# Master AMSE, Aix-Marseille School of Economics # Master 1 (M1), Aix Marseille Sciences Économiques

## RESPONSABLE

## AIM

The Master’s provides training in economic analysis through modelling and econometrics. The first year (M1) covers the essential groundwork so that, in the second year (M2), students can choose to specialise in a particular field.

The general foundations are laid in M1, with the accent on economics methodology. Students also learn how to use software for econometrics and database management. A methodology module in the first semester of M1 provides the technical tools for the other courses.

M1 is largely organised around a common core, with the first semester fully common. This first semester is aimed at generating a solid common knowledge base for students who may come from a range of backgrounds. The second semester begins with a common core, but the latter part of this second semester prepares the students for the choice of direction they will have to make in M2. Without yet defining a specific track, students declare which specialisation they intend to follow in M2, and receive more targeted instruction.

Overall, M1 consists of basic courses preparing students for more targeted specialist research and professional studies.

* Note * : this programme is subject to change

## LINKS WITH RESEARCH

This Master’s is backed by the AMSE Labex (research excellence) which combines almost one hundred researchers from AMU, CNRS, INSERM, EHESS, IRD and ECM with the three economics research centres : Greqam (UMR 7316), Sesstim (UMR 912) and Institut d’économie publique.

## WEB SITE

## PLAQUETTE DE LA FORMATION

## PROFESSIONAL SKILLS

Students will gain a fundamental knowledge of the advanced theories of microeconomics and of macroeconomics. They will understand current economics issues. They will manipulate quantitative economics tools and apply their theoretical knowledge to carry out cross-disciplinary supervised projects. Overall, students will achieve an understanding of the economic trends that affect Finance, Insurance, Development and International Economics.

## INTERNSHIPS AND SUPERVISED PROJECTS

Students can do an internship at the end of M1, but this is not compulsory. During the second part of the M2 year, students either do an internship or write a Master’s thesis.

The internship can be carried out in a firm, in a public authority or in an institution whose activities are compatible with the student’s skills. The objective of the placement is to show an ability to apply the conceptual tools acquired during the Master’s to issues arising in the professional world. The student must therefore identify the issue, apply the tools and satisfactorily communicate the results to both professionals and academics. The internship is supervised by a university staff member and by an internship supervisor from the company or authority. The organisation suggests the topic, which the student summarises in one page, subject to university approval as an M2 internship topic. At the end of the internship, the student writes an internship report, which must be defended before a jury composed of two members of the Master’s teaching staff, one of whom must be the university internship supervisor, together with the in-house internship supervisor if possible.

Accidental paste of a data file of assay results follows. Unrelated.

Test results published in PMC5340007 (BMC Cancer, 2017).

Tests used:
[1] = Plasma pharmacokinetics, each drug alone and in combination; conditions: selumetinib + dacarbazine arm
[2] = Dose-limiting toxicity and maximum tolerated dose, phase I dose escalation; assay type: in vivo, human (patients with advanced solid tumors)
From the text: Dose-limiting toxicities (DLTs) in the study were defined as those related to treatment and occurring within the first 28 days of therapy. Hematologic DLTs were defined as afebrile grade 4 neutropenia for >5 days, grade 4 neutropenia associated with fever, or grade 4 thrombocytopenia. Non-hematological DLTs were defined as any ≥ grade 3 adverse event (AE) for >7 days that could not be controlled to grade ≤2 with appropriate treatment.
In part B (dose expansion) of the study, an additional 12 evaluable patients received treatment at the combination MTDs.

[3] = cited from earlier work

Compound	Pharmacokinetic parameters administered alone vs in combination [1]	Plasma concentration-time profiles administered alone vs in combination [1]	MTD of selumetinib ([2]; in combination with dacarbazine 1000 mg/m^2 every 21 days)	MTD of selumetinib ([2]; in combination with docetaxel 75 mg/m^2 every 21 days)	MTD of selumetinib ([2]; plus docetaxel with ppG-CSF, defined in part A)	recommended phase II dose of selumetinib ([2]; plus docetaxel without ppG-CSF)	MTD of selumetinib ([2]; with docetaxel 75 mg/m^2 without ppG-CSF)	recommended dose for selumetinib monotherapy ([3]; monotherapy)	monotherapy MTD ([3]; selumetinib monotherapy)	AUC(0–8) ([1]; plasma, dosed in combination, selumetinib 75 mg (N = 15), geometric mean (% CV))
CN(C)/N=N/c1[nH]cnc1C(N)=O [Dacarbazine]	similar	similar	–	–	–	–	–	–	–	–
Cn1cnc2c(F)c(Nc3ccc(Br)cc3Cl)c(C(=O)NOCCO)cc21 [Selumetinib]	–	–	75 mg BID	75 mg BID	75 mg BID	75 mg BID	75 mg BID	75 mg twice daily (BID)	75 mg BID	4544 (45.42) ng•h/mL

Students intending to purse PhD studies can choose to write a Master’s thesis as an alternative to the internship. This can be done at one of the AMSE research centres (Greqam-UMR 7316, Sesstim-UMR 912 and IDEP-Institut d’économie publique). It will entail identifying an economics research question, exploring the relevant literature and making an original contribution to it.

## PLAQUETTE DE LA FORMATION

### Semester 1 (30 ECTS)

### Advanced microeconomics (6 ECTS)

## CONTENT

This course aims at acquainting the student with the analytical framework of classical microeconomics. Classical microeconomics describes the working of the economy as a whole under the assumption that all economic agents (households and firms) behave in a competitive setting in which all their interactions are summarized by a price system that they consider as given. This important model serves as a benchmark for almost all economic theories.

**Course overview** __a. Introduction__ a1 Object of microeconomic analysis ; a2 Notion of good, prices, and private ownership ; a3 Time, space, and uncertainty __b.The competitive firm__ b1 The neoclassical theory of the firm ; b2 The firm’s technology ; b3 The firm’s cost-minimization behaviour ; b4 The firm’s profit-maximization behaviour ; b5 Duality and comparative statics __c.The household in a certain environment__ c1 The household in a private ownership economy ; c2 The household’s preference ; c3 The household’s constraints ; c4 The household’s behaviour ; c5 Duality and comparative statics ; c6 Aggregation (across goods and across households) __d.The household in an uncertain environment__ d1 Risk, uncertainty and ignorance ; d2 The expected utility model and its alternative ; d3 Risk/uncertainty attitude and demand for insurance __e.Positive General equilibrium analysis__ e1 Formulation of the problem ; e2 Existence in an exchange economy ; e3 Existence in a production economy ; e4 Rhe Debreu-Mantel Sonnenchein theorem ; e5 Uniqueness and comparative statics __f. Normative General Equilibrium analysis__ f1 Some normative criteria : Pareto efficiency, envy-freeness, social welfare functions ; f2 The first welfare theorem ; f3 The second welfare theorem ; f4 Market failures : imperfect competition, public good, and externalities